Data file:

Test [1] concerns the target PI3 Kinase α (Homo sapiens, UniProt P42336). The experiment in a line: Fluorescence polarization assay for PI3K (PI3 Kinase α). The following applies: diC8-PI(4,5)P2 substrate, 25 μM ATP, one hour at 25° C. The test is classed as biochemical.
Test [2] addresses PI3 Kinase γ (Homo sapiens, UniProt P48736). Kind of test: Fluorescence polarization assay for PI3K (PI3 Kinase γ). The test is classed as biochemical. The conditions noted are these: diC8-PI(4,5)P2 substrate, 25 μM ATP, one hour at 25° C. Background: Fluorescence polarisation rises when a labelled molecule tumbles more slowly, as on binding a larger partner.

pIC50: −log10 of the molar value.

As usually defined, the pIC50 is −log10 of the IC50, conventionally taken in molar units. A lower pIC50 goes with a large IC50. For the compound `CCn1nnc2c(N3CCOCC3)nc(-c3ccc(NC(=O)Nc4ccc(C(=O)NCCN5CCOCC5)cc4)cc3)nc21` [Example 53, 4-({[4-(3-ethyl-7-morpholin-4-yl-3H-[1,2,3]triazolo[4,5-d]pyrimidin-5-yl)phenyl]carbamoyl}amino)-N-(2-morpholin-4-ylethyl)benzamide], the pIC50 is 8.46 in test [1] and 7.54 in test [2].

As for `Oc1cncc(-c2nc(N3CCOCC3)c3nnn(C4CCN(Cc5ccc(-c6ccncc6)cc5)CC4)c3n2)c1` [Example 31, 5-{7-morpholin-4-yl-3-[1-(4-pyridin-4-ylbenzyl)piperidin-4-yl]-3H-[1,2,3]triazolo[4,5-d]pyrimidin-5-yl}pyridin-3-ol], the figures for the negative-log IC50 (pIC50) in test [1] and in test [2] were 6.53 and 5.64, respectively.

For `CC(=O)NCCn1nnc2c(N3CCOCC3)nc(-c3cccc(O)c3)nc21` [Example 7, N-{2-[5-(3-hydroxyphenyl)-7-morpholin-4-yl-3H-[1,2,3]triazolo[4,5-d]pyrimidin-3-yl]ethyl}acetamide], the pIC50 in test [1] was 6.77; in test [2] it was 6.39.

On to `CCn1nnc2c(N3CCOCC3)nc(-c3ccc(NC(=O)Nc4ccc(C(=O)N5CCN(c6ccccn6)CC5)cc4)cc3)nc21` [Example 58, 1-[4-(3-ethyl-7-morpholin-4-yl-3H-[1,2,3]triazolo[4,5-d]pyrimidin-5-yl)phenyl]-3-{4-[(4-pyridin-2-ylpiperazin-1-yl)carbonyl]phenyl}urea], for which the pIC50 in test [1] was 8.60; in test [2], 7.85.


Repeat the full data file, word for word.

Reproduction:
Test [1] concerns the target PI3 Kinase α (Homo sapiens, UniProt P42336). The experiment in a line: Fluorescence polarization assay for PI3K (PI3 Kinase α). The following applies: diC8-PI(4,5)P2 substrate, 25 μM ATP, one hour at 25° C. The test is classed as biochemical.
Test [2] addresses PI3 Kinase γ (Homo sapiens, UniProt P48736). Kind of test: Fluorescence polarization assay for PI3K (PI3 Kinase γ). The test is classed as biochemical. The conditions noted are these: diC8-PI(4,5)P2 substrate, 25 μM ATP, one hour at 25° C. Background: Fluorescence polarisation rises when a labelled molecule tumbles more slowly, as on binding a larger partner.

pIC50: −log10 of the molar value.

As usually defined, the pIC50 is −log10 of the IC50, conventionally taken in molar units. A lower pIC50 goes with a large IC50. For the compound `CCn1nnc2c(N3CCOCC3)nc(-c3ccc(NC(=O)Nc4ccc(C(=O)NCCN5CCOCC5)cc4)cc3)nc21` [Example 53, 4-({[4-(3-ethyl-7-morpholin-4-yl-3H-[1,2,3]triazolo[4,5-d]pyrimidin-5-yl)phenyl]carbamoyl}amino)-N-(2-morpholin-4-ylethyl)benzamide], the pIC50 is 8.46 in test [1] and 7.54 in test [2].

As for `Oc1cncc(-c2nc(N3CCOCC3)c3nnn(C4CCN(Cc5ccc(-c6ccncc6)cc5)CC4)c3n2)c1` [Example 31, 5-{7-morpholin-4-yl-3-[1-(4-pyridin-4-ylbenzyl)piperidin-4-yl]-3H-[1,2,3]triazolo[4,5-d]pyrimidin-5-yl}pyridin-3-ol], the figures for the negative-log IC50 (pIC50) in test [1] and in test [2] were 6.53 and 5.64, respectively.

For `CC(=O)NCCn1nnc2c(N3CCOCC3)nc(-c3cccc(O)c3)nc21` [Example 7, N-{2-[5-(3-hydroxyphenyl)-7-morpholin-4-yl-3H-[1,2,3]triazolo[4,5-d]pyrimidin-3-yl]ethyl}acetamide], the pIC50 in test [1] was 6.77; in test [2] it was 6.39.

On to `CCn1nnc2c(N3CCOCC3)nc(-c3ccc(NC(=O)Nc4ccc(C(=O)N5CCN(c6ccccn6)CC5)cc4)cc3)nc21` [Example 58, 1-[4-(3-ethyl-7-morpholin-4-yl-3H-[1,2,3]triazolo[4,5-d]pyrimidin-5-yl)phenyl]-3-{4-[(4-pyridin-2-ylpiperazin-1-yl)carbonyl]phenyl}urea], for which the pIC50 in test [1] was 8.60; in test [2], 7.85.